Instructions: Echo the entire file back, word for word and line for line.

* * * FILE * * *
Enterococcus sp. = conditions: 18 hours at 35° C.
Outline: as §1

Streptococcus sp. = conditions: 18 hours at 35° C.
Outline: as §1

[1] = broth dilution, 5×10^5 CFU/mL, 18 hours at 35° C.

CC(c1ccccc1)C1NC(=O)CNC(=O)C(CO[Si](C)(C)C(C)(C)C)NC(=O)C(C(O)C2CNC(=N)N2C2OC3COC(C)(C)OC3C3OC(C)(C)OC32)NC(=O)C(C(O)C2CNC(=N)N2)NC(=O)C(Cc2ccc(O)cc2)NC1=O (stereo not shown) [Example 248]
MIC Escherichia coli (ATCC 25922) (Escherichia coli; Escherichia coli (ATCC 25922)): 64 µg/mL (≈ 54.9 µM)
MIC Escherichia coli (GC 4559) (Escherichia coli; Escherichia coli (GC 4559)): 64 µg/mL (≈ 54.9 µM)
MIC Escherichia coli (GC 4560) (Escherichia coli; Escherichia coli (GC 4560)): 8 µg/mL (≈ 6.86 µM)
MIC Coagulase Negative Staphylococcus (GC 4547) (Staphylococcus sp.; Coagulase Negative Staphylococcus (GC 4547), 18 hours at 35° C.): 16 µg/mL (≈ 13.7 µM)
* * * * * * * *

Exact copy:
Enterococcus sp. = conditions: 18 hours at 35° C.
Outline: as §1

Streptococcus sp. = conditions: 18 hours at 35° C.
Outline: as §1

[1] = broth dilution, 5×10^5 CFU/mL, 18 hours at 35° C.

CC(c1ccccc1)C1NC(=O)CNC(=O)C(CO[Si](C)(C)C(C)(C)C)NC(=O)C(C(O)C2CNC(=N)N2C2OC3COC(C)(C)OC3C3OC(C)(C)OC32)NC(=O)C(C(O)C2CNC(=N)N2)NC(=O)C(Cc2ccc(O)cc2)NC1=O (stereo not shown) [Example 248]
MIC Escherichia coli (ATCC 25922) (Escherichia coli; Escherichia coli (ATCC 25922)): 64 µg/mL (≈ 54.9 µM)
MIC Escherichia coli (GC 4559) (Escherichia coli; Escherichia coli (GC 4559)): 64 µg/mL (≈ 54.9 µM)
MIC Escherichia coli (GC 4560) (Escherichia coli; Escherichia coli (GC 4560)): 8 µg/mL (≈ 6.86 µM)
MIC Coagulase Negative Staphylococcus (GC 4547) (Staphylococcus sp.; Coagulase Negative Staphylococcus (GC 4547), 18 hours at 35° C.): 16 µg/mL (≈ 13.7 µM)